The new Executive Director of the Commonwealth Games Federation has said she wants to meet with Tom Daley to discuss her concerns over the illegality of homosexuality in half of the countries participating in Birmingham next year.
In her first major intervention since taking office at CGF last month, Katie Sadleir expressed her determination to make the 2022 Commonwealth Games the most inclusive in history.
While homosexuality is still illegal in 36 of the 72 countries that will be in Birmingham, Sadleir has made it clear that she wants the Games to be a safe space for LGBTQ + people, and has hinted that it could go so far as to allow athletes to stand on the podium in support of the community.
A Pride House in Birmingham, which aims to be a safe space for gay spectators, athletes and officials, has already been announced. Next week, CGF will also unveil the Commonwealth Sport Pride Network on Rainbow Laces Day, with the aim of supporting and connecting LGBTQ + people at the Games and celebrating the impact they have had on sport. .
Sadleir is also keen to meet with Daley, who has been particularly supportive of the need to get tough with Commonwealth countries that ban homosexuality, to see what else the CGF can do.
“I can meet Tom and we can create an opportunity to raise issues in a safe environment,” she said. “What I can’t do is go to the countries and change their laws at this point.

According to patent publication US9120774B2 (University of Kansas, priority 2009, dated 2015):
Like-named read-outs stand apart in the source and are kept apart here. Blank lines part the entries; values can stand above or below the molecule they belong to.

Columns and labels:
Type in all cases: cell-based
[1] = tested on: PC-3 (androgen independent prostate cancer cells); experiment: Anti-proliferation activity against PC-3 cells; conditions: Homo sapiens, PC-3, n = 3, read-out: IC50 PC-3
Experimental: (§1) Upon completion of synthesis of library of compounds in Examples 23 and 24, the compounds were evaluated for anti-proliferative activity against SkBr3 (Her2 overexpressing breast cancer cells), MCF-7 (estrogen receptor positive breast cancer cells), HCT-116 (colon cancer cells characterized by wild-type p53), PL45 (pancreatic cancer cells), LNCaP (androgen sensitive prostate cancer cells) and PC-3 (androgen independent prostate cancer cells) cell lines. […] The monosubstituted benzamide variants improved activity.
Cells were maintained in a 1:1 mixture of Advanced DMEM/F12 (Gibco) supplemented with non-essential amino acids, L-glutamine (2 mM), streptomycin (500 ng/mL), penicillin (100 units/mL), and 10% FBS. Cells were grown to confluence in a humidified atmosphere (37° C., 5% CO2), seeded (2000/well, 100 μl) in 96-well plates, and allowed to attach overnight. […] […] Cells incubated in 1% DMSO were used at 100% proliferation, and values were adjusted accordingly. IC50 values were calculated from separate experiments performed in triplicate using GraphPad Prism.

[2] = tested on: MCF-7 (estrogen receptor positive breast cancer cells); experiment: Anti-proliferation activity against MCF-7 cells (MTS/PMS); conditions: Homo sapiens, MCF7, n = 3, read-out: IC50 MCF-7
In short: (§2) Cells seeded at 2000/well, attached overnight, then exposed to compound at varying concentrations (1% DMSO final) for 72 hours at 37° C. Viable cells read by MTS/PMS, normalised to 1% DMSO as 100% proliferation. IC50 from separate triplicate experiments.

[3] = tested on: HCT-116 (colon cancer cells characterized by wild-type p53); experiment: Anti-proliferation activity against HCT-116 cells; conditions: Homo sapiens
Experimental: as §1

“We don’t set the rules for all countries, but what we do is create a platform to discuss things that we think are important. We worked on the concept of a pride house to create a safe space where athletes can come to discuss issues and raise the profile of the community.
Sadleir also suggested that athletes would have more freedom to protest at the Commonwealth Games compared to the Tokyo Olympics. “We’re probably in a little different space from the IOC,” she said. “Our Athletes’ Commission has been working on the development of a strategic framework for the defense of athletes, which will be released in January.
Daley has regularly used his platform to suggest that the Commonwealth should do more to support LGBTQ + rights. Speaking after winning gold at the 2018 Commonwealth Games in Gold Coast – when homosexuality was illegal in 37 participating countries – he said: “You want to feel comfortable in who you are when you are standing on this diving board and for 37 Commonwealth countries. who participate here, this is not the case.
“I think that with the Commonwealth, we can really help push some of the other nations to relax their anti-gay stuff laws.”